Then he said to me: That’s what’s missing from politics today. With those six words, the secretary – a senator, let us not forget, for three decades, and a former Democratic nominee for president – diagnosed expertly what most ails the American political culture: the death, or at least the dearth, among today’s political classes of what Buckley liked to call “trans-ideological friendships.”
There are exceptions, of course, such as the deep affection that Supreme Court Justice Ruth Bader Ginsburg and the late Justice Antonin Scalia maintained, extended to spouses, the four of them annually enjoying holidays together; but outside the cloistered confines of the “Marble Temple,” where nine isolated intellectuals interpret the laws with supreme authority, and usually with some measure of scholarly gentility, such friendships in the political arena, such as once existed between President Reagan, a California conservative, and House Speaker Tip O’Neill, a Massachusetts liberal, now seem rare.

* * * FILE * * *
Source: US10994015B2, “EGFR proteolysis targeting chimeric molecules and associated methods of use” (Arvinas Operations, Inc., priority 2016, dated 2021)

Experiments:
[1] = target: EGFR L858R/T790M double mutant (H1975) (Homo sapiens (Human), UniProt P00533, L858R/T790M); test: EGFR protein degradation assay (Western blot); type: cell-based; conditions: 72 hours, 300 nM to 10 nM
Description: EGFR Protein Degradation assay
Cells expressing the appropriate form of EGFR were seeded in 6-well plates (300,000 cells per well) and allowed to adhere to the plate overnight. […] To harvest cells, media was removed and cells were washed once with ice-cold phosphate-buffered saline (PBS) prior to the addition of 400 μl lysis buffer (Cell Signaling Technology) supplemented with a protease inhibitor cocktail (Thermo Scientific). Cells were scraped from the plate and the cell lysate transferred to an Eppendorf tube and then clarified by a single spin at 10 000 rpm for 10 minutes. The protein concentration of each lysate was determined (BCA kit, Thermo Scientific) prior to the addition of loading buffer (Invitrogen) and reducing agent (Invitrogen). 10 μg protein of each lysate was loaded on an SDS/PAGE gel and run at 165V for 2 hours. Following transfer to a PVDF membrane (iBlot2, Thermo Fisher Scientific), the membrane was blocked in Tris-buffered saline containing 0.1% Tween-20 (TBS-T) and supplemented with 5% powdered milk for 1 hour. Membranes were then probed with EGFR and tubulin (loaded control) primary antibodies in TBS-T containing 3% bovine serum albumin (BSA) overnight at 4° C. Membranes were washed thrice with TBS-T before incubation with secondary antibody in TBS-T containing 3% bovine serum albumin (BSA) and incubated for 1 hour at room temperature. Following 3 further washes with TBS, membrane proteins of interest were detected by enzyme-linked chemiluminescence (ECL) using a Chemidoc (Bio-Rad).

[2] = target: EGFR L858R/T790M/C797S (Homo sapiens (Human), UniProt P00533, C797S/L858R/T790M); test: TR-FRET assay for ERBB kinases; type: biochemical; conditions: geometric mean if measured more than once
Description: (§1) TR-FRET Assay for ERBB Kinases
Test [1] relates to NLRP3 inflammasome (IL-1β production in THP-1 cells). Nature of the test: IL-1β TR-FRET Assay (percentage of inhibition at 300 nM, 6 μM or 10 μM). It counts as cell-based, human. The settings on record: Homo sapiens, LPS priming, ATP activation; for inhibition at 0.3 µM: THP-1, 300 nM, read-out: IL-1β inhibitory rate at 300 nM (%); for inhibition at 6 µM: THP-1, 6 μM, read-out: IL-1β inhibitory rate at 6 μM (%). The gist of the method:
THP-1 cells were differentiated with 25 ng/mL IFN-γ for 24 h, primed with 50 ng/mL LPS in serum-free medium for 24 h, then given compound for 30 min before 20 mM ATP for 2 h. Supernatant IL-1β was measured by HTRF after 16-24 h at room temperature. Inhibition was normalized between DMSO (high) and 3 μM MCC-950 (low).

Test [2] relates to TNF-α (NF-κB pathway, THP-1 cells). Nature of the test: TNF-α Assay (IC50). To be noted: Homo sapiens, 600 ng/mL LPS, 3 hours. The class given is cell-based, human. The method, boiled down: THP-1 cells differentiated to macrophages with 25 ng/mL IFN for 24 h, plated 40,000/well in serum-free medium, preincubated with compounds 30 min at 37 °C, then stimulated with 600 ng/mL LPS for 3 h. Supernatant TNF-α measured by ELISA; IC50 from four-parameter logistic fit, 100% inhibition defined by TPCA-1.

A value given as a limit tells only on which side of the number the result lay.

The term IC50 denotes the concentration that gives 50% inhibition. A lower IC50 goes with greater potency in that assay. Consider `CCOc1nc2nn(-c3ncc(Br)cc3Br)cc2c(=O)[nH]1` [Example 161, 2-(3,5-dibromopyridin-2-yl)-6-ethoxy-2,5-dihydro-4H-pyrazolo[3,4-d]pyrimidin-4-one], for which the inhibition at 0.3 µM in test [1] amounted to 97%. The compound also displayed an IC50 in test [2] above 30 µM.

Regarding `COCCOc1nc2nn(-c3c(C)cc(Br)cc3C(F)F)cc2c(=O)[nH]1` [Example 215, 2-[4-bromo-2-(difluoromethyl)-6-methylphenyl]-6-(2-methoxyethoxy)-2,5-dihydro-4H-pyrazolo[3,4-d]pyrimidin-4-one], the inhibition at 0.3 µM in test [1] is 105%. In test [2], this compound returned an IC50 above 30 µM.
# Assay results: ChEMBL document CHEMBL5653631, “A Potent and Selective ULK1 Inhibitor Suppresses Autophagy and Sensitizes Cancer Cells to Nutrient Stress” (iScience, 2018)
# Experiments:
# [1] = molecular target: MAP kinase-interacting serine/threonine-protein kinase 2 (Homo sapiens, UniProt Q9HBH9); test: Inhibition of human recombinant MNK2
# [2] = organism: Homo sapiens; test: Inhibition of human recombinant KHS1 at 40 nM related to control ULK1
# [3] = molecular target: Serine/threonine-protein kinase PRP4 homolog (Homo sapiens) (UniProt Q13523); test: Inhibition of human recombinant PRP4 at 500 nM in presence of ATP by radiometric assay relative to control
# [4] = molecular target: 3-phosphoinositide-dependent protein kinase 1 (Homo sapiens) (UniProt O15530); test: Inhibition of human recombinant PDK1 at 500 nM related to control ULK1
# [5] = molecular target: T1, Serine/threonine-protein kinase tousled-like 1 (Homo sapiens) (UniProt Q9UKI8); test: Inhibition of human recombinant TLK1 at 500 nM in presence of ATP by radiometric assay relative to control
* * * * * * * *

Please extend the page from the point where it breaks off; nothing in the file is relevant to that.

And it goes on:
Buckley’s maintenance of “trans-ideological friendships” in his life reflected what some have called a genius for friendship.
“My friend Buckley,” wrote the late Richard M. Clurman, a longtime editor at Time (and former aide to liberal Republican New York City Mayor John Lindsay, the very man Buckley had challenged in his symbolic 1965 run), “is a real lover of his friends, not just his sailing friends, but his writing, painting, piano-playing, economizing, computerizing, lawyering, banking – all his real friends. Not that he’s profligate with friendship nor does he debase the coinage. He’s just intense about it.”